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"Antiquities Wars": a misnomer?

Tomorrow's New York debate "Antiquities Wars: A Conversation About Loot and Legitimacy" has brought an extended comment from Dr Kwame Opoku. He suggests:
We are not involved in any war but in a dispute about heritage and ownership rights in an area where most of us agree that there has to be cooperation and understanding if we are to find acceptable solutions.
I thought that it would be interesting to trace the history of the term "Antiquities Wars".

One of the earliest uses of the phrase comes from 1984 (Gregory Jensen, "Melina Mercouri's demand for Elgin Marbles opens Pandora's box for world's art museums", UPI January 29, 2984). The context was the call for the return of the Parthenon marbles to Greece, though the term was used to describe the 19th century scramble for power over antiquities.
The most blatant plunder came in a nine-year ''antiquities war'' between Britain and France while Napoleon was ransacking Europe and Egypt to stock the Louvre Museum in Paris.
(For the context of such acquisitions see the recent study by Debbie Challis.)

Catherine Fox ("Emory's Roman exhibit calm as antiquities wars rage", The Atlanta Journal-Constitution August 18, 2006) used the phrase in a report on the loan exhibition "In Stabiano: Exploring the Ancient Seaside Villas of the Roman Elite". As Jasper Gaunt, the curator, commented:
"The goal is to bring great work to Atlanta," he says. "You can buy or borrow. If you can borrow 'Flora,' why buy?"
The report continued:
The recent repatriations of objects and the trials of collectors have had a big effect, Gaunt says. "The market has shrunk enormously. There are fewer dealers, which is a good thing. Auction houses are more circumspect. Documented objects are more expensive."

But Gaunt is not about to give up acquiring objects for the Carlos collection. In June, for example, he bought an important sculpture of Aphrodite.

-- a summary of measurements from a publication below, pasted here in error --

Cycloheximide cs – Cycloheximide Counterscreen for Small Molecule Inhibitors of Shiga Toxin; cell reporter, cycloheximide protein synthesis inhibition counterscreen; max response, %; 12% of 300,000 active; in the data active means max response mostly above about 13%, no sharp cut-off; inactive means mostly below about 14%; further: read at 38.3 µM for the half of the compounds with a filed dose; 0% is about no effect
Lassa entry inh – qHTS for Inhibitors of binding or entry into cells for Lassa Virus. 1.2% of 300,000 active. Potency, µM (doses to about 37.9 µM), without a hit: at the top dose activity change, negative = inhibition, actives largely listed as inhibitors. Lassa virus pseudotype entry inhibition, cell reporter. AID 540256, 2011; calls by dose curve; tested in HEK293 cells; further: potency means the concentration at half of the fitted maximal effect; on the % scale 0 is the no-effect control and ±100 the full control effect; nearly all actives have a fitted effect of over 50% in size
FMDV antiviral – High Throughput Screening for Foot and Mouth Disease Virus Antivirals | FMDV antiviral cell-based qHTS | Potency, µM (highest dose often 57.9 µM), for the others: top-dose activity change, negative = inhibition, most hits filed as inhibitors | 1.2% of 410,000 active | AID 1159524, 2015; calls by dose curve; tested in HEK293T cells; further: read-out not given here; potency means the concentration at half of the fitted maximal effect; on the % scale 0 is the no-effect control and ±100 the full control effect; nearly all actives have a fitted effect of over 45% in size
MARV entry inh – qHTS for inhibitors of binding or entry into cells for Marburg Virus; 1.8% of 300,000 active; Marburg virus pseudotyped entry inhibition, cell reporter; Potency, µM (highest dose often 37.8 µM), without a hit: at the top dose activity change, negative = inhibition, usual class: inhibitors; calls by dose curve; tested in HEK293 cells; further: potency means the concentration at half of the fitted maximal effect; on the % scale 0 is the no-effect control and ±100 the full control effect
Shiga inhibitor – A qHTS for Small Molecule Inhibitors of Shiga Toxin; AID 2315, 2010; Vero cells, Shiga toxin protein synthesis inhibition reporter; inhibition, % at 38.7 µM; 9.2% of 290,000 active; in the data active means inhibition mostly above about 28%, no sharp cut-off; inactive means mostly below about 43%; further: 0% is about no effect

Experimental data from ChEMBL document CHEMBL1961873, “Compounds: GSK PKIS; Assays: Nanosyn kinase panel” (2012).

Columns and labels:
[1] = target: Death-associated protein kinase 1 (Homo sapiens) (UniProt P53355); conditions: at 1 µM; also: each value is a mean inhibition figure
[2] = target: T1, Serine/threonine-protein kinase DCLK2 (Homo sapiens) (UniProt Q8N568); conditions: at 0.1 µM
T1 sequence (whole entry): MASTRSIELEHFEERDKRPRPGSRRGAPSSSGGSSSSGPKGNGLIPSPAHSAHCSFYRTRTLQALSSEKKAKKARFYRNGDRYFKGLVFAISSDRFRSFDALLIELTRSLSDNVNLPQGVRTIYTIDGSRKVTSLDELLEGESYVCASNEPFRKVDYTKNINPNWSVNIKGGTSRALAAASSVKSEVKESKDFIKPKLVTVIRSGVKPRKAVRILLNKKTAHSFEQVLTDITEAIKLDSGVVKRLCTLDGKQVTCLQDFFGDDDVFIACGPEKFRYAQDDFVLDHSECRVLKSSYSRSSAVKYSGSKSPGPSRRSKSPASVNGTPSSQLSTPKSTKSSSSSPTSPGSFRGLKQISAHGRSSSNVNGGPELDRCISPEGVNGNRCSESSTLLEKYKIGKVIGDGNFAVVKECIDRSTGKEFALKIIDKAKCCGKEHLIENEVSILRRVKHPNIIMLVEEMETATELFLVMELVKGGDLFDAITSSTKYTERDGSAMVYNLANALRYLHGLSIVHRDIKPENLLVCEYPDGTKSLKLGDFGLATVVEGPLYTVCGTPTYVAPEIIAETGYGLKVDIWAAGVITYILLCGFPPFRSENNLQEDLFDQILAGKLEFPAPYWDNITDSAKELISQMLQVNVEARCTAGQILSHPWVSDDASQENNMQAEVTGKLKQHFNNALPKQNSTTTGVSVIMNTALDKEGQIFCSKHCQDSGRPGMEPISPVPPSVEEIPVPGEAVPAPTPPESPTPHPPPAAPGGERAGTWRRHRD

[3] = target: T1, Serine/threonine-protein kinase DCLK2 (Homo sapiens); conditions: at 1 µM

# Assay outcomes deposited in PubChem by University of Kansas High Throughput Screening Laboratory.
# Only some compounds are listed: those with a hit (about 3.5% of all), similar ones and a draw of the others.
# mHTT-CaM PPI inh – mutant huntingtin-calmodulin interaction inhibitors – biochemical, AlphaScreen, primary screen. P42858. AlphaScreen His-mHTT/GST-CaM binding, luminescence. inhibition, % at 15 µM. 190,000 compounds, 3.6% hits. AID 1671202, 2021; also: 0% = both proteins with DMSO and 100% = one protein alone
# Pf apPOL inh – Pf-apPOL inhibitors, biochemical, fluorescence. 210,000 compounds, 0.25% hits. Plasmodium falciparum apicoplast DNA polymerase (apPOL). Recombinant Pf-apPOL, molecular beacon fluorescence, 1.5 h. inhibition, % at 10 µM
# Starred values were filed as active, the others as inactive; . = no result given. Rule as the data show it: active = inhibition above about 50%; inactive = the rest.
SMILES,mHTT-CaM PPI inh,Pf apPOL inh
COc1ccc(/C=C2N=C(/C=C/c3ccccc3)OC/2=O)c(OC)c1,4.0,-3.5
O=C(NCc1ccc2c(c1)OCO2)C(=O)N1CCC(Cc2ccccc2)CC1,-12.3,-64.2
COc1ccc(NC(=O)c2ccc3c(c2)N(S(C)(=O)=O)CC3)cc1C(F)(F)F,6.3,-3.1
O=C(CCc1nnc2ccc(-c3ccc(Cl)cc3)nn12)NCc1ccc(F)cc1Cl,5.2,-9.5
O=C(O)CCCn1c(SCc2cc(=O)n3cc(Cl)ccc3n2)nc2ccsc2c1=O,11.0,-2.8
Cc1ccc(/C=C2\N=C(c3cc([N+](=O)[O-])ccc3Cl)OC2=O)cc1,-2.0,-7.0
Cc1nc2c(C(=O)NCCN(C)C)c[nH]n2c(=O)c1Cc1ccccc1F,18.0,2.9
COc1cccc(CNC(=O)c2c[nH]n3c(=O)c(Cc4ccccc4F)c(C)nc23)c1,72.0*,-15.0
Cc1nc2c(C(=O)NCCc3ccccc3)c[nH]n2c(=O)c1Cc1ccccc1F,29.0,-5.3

"I still love the hunt," he says, "and there is plenty to hunt for."
The term "Antiquities Wars" switched from the classical worlds to the New World in February 2008 with an editorial in The Santa Fe New Mexican ("Our view: a promising victory in antiquities wars", February 12, 2008). This commented on the raids on "a private gallery and four museums in Southern California".
Buyers of the illicit goods, now there are laws and treaties against looting, tend to be well-heeled collectors who keep the stuff out of sight. But not always, as the raid on those museums indicates: The day is fast fading when such institutions can buy on the sly, then take on superior airs for their role in educating and entertaining the great unwashed.
The present use of the term "Antiquities Wars" seems to have been used by the members of the Association of Art Museum Directors (AAMD). It appears in a short report "The Antiquities Wars" in The Salem News (Beverly, Massachusetts) June 13, 2008.
The executive director of the Peabody Essex Museum made news last week as a spokesman for a group of museum directors who announced tough new guidelines for collecting archaeological treasures. That's a hot topic in the museum world and has led to international fights over the ownership of valuable art objects.

Monroe was chairman of a subcommittee that drafted guidelines for the Association of Art Museum Directors aimed at discouraging the looting of archaeological treasures.
This was linked to the AAMD report "Acquisition of Archaeological Materials and Ancient Art" (see comment). Lee Rosenbaum then presented two pieces on the "Antiquities Wars" on Culturegrrl (I, II).

But Dr Opaku is right. We need to find an alternative to "Antiquities Wars".

How about the "Antiquities Scandal"?


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